Review History


To increase transparency, PeerJ operates a system of 'optional signed reviews and history'. This takes two forms: (1) peer reviewers are encouraged, but not required, to provide their names (if they do so, then their profile page records the articles they have reviewed), and (2) authors are given the option of reproducing their entire peer review history alongside their published article (in which case the complete peer review process is provided, including revisions, rebuttal letters and editor decision letters).

New to public reviews? Learn more about optional signed reviews and how to write a better rebuttal letter.

Summary

  • The initial submission of this article was received on August 22nd, 2017 and was peer-reviewed by 2 reviewers and the Academic Editor.
  • The Academic Editor made their initial decision on September 30th, 2017.
  • The first revision was submitted on November 15th, 2017 and was reviewed by 2 reviewers and the Academic Editor.
  • A further revision was submitted on December 7th, 2017 and was reviewed by the Academic Editor.
  • The article was Accepted by the Academic Editor on December 9th, 2017.

Version 0.3 (accepted)

· · Academic Editor

Accept

The authors have satisfactorily addressed the issues raised by the reviewers.

Version 0.2

· · Academic Editor

Minor Revisions

Please, organise your figures 1 and 2 as suggested by reviewer 1.

Reviewer 1 ·

Basic reporting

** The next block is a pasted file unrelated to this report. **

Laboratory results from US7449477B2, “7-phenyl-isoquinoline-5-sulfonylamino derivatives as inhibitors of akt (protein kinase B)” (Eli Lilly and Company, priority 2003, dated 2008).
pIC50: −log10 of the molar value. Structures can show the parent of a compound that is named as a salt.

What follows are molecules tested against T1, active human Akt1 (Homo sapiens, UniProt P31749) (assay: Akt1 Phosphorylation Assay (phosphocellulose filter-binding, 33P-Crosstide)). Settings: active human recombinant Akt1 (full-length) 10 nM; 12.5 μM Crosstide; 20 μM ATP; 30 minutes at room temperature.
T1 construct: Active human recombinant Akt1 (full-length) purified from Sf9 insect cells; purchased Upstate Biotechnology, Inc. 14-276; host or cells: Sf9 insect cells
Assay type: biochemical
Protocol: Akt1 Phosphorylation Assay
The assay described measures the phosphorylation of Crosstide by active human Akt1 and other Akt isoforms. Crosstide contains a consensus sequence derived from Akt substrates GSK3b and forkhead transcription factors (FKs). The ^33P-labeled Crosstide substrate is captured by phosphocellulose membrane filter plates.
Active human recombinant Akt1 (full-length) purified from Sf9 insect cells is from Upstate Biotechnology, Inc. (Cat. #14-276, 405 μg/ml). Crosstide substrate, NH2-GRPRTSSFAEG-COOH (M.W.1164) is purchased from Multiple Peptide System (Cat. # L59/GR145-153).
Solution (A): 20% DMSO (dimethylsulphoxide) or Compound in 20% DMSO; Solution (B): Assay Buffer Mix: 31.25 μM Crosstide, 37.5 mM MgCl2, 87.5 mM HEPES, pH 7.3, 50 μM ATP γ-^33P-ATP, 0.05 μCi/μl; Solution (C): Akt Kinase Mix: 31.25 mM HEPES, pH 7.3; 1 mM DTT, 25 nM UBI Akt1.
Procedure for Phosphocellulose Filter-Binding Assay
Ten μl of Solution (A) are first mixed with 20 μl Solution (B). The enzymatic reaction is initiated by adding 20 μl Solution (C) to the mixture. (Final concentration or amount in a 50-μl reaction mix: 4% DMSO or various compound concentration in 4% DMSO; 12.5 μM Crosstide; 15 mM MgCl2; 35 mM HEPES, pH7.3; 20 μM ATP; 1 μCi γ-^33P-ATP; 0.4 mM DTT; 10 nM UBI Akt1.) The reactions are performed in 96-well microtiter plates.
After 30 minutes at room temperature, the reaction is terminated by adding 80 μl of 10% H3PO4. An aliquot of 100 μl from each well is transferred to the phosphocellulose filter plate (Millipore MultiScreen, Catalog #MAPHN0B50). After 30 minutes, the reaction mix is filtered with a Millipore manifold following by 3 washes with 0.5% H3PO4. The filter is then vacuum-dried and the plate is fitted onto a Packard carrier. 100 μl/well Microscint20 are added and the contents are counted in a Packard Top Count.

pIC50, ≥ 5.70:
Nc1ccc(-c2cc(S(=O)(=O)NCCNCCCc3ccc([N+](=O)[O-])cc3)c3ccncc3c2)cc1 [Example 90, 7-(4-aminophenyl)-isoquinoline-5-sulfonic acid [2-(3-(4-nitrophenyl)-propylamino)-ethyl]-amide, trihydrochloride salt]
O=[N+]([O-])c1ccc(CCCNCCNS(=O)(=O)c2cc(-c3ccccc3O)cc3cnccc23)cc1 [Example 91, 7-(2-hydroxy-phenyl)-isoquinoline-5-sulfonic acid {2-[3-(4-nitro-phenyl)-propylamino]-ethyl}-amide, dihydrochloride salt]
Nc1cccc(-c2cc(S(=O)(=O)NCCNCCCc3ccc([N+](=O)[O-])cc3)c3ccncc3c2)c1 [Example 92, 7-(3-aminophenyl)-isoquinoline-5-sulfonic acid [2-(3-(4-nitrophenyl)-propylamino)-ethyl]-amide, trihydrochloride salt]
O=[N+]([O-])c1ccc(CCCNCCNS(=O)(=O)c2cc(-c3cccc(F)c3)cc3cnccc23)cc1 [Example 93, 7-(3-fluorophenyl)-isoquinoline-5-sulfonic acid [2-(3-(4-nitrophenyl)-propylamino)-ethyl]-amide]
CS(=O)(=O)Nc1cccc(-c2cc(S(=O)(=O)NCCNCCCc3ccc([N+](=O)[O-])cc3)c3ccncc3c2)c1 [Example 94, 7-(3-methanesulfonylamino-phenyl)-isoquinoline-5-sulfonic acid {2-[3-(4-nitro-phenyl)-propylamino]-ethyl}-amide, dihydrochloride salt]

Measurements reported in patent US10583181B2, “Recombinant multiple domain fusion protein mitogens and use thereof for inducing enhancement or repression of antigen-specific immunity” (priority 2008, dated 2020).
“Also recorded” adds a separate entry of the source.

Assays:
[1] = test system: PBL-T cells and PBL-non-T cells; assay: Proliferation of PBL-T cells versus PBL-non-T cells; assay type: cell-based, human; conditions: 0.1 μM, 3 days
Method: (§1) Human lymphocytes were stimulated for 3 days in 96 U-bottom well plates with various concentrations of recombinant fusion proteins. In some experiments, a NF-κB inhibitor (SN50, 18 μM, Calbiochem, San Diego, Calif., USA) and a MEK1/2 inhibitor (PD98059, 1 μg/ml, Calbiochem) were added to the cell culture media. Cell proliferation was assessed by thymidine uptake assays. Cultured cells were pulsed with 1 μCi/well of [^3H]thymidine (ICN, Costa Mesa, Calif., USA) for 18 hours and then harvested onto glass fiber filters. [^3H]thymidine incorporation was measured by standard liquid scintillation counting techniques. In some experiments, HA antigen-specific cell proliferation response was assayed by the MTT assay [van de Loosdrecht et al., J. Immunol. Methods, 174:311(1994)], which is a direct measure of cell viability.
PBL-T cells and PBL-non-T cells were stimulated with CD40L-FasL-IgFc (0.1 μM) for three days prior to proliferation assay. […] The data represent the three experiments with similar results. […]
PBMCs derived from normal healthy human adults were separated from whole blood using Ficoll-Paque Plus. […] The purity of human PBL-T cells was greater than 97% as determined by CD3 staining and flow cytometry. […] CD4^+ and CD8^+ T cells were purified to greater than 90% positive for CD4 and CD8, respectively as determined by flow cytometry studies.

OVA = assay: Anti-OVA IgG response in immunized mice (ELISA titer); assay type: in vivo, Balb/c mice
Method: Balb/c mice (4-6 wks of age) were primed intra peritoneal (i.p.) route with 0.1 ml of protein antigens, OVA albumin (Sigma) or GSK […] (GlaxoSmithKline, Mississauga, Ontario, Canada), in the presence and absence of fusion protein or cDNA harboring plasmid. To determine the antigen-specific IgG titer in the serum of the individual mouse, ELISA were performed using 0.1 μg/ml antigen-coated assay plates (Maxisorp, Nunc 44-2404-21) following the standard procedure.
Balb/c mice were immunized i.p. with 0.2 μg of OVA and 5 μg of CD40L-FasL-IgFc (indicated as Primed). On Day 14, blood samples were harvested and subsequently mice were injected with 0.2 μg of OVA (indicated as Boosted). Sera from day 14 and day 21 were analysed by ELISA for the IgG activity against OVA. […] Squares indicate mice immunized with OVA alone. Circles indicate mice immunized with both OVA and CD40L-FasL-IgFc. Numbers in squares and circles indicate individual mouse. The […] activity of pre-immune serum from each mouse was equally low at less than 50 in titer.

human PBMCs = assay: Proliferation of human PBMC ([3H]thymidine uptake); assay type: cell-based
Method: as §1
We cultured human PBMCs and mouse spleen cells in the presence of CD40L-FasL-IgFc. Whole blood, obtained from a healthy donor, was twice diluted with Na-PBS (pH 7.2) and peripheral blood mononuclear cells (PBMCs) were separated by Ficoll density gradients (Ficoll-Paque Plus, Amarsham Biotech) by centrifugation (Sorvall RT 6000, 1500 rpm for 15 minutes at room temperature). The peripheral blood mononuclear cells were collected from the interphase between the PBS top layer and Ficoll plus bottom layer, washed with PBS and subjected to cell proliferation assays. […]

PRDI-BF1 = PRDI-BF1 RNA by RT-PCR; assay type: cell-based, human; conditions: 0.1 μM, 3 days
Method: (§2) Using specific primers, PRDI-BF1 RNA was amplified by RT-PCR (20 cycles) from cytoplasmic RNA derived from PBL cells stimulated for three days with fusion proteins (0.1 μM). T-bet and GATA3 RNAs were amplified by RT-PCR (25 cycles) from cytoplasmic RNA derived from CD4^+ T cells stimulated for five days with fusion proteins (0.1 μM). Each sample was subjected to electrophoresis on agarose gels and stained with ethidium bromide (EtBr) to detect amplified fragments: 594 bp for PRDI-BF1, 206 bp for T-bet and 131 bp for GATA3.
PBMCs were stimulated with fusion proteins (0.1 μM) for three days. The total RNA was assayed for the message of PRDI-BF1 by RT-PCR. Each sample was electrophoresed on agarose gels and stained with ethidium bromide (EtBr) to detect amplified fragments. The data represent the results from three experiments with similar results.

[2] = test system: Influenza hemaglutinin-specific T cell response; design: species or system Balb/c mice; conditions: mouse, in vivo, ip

The results of the two reference figures should be inserted in the manuscript (as figure 1C for reference figure 1 and as figure 2D for reference figure 2). In addition, it would be useful to highlight in the text that the maximal inhibitory effect of formononetin is observed with a pre-treatment of 24 hours which corresponds to the time of maximal induction of SIRT1 expression upon formononetin treatment (Fig.2B and C).

Experimental design

no comment

Validity of the findings

no comment

Comments for the author

The authors replied to all my comments.
The results of the two reference figures are convincing and should be inserted in the manuscript (as figure 1C for reference figure 1 and as figure 2D for reference figure 2). In addition, it would be useful to highlight in the text that the maximal inhibitory effect of formononetin is observed with a pre-treatment of 24 hours which corresponds to the time of maximal induction of SIRT1 expression upon formononetin treatment (Fig.2B and C).

Reviewer 2 ·

Basic reporting

The authors have reviewed the paper and fixed where requested. Indeed, English form is now correct and references accurate.

Experimental design

Statistical analysis section has been enriched and it is now well understandable.

Validity of the findings

The paper is clear and results are well written. Experimental section is accurate and well designed. Conclusions are consistent.

Version 0.1 (original submission)

· · Academic Editor

Major Revisions

Please answer to all of the issues raised by both reviewers. In particular, reviewer 1 suggests to use primary macrophages to confirm results.

Reviewer 1 ·

Basic reporting

The article is clear and english is correct.